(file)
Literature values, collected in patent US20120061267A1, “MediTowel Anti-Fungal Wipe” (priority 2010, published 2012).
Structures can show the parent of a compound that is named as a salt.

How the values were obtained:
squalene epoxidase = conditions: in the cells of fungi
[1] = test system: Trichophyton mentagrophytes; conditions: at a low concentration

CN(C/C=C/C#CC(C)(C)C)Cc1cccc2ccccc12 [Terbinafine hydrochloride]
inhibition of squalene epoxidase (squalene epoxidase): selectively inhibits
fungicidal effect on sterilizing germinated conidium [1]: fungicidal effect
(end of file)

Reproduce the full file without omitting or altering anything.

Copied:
Literature values, collected in patent US20120061267A1, “MediTowel Anti-Fungal Wipe” (priority 2010, published 2012).
Structures can show the parent of a compound that is named as a salt.

How the values were obtained:
squalene epoxidase = conditions: in the cells of fungi
[1] = test system: Trichophyton mentagrophytes; conditions: at a low concentration

CN(C/C=C/C#CC(C)(C)C)Cc1cccc2ccccc12 [Terbinafine hydrochloride]
inhibition of squalene epoxidase (squalene epoxidase): selectively inhibits
fungicidal effect on sterilizing germinated conidium [1]: fungicidal effect